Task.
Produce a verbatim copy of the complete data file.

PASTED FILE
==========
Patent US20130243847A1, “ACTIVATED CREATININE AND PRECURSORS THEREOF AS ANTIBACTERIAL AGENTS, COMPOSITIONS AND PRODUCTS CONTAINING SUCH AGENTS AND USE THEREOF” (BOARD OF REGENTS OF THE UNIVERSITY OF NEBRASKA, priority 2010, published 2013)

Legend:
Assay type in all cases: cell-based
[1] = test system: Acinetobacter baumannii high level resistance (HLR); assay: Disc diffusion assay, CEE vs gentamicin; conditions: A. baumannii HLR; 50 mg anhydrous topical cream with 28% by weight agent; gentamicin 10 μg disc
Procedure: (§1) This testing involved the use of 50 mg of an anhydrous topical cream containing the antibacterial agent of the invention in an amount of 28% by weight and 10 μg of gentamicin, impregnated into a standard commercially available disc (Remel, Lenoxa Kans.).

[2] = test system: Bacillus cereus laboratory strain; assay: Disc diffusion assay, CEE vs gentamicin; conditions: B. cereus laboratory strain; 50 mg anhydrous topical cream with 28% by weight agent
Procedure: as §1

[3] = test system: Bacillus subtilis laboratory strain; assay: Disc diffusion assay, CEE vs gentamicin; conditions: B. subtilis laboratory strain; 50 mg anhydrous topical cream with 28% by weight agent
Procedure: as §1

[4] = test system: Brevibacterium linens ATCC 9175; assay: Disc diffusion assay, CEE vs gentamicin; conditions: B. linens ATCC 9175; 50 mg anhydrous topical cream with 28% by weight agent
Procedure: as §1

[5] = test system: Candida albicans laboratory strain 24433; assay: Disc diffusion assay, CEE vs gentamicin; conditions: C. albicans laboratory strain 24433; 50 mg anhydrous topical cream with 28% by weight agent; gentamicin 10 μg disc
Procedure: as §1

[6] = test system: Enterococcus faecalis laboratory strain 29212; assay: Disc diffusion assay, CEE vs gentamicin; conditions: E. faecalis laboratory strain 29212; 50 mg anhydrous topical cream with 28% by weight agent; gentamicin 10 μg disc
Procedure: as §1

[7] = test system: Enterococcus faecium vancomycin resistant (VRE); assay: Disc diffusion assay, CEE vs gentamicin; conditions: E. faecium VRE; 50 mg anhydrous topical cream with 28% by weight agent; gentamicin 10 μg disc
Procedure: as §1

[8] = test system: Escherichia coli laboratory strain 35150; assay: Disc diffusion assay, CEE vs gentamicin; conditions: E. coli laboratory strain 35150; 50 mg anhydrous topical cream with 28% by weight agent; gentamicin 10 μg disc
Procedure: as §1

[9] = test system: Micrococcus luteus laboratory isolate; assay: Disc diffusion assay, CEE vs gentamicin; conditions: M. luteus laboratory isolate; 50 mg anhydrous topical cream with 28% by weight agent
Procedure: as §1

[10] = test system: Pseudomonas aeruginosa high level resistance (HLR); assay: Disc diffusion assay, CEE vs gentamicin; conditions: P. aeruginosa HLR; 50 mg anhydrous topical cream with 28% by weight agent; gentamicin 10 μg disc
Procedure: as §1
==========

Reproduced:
Patent US20130243847A1, “ACTIVATED CREATININE AND PRECURSORS THEREOF AS ANTIBACTERIAL AGENTS, COMPOSITIONS AND PRODUCTS CONTAINING SUCH AGENTS AND USE THEREOF” (BOARD OF REGENTS OF THE UNIVERSITY OF NEBRASKA, priority 2010, published 2013)

Legend:
Assay type in all cases: cell-based
[1] = test system: Acinetobacter baumannii high level resistance (HLR); assay: Disc diffusion assay, CEE vs gentamicin; conditions: A. baumannii HLR; 50 mg anhydrous topical cream with 28% by weight agent; gentamicin 10 μg disc
Procedure: (§1) This testing involved the use of 50 mg of an anhydrous topical cream containing the antibacterial agent of the invention in an amount of 28% by weight and 10 μg of gentamicin, impregnated into a standard commercially available disc (Remel, Lenoxa Kans.).

[2] = test system: Bacillus cereus laboratory strain; assay: Disc diffusion assay, CEE vs gentamicin; conditions: B. cereus laboratory strain; 50 mg anhydrous topical cream with 28% by weight agent
Procedure: as §1

[3] = test system: Bacillus subtilis laboratory strain; assay: Disc diffusion assay, CEE vs gentamicin; conditions: B. subtilis laboratory strain; 50 mg anhydrous topical cream with 28% by weight agent
Procedure: as §1

[4] = test system: Brevibacterium linens ATCC 9175; assay: Disc diffusion assay, CEE vs gentamicin; conditions: B. linens ATCC 9175; 50 mg anhydrous topical cream with 28% by weight agent
Procedure: as §1

[5] = test system: Candida albicans laboratory strain 24433; assay: Disc diffusion assay, CEE vs gentamicin; conditions: C. albicans laboratory strain 24433; 50 mg anhydrous topical cream with 28% by weight agent; gentamicin 10 μg disc
Procedure: as §1

[6] = test system: Enterococcus faecalis laboratory strain 29212; assay: Disc diffusion assay, CEE vs gentamicin; conditions: E. faecalis laboratory strain 29212; 50 mg anhydrous topical cream with 28% by weight agent; gentamicin 10 μg disc
Procedure: as §1

[7] = test system: Enterococcus faecium vancomycin resistant (VRE); assay: Disc diffusion assay, CEE vs gentamicin; conditions: E. faecium VRE; 50 mg anhydrous topical cream with 28% by weight agent; gentamicin 10 μg disc
Procedure: as §1

[8] = test system: Escherichia coli laboratory strain 35150; assay: Disc diffusion assay, CEE vs gentamicin; conditions: E. coli laboratory strain 35150; 50 mg anhydrous topical cream with 28% by weight agent; gentamicin 10 μg disc
Procedure: as §1

[9] = test system: Micrococcus luteus laboratory isolate; assay: Disc diffusion assay, CEE vs gentamicin; conditions: M. luteus laboratory isolate; 50 mg anhydrous topical cream with 28% by weight agent
Procedure: as §1

[10] = test system: Pseudomonas aeruginosa high level resistance (HLR); assay: Disc diffusion assay, CEE vs gentamicin; conditions: P. aeruginosa HLR; 50 mg anhydrous topical cream with 28% by weight agent; gentamicin 10 μg disc
Procedure: as §1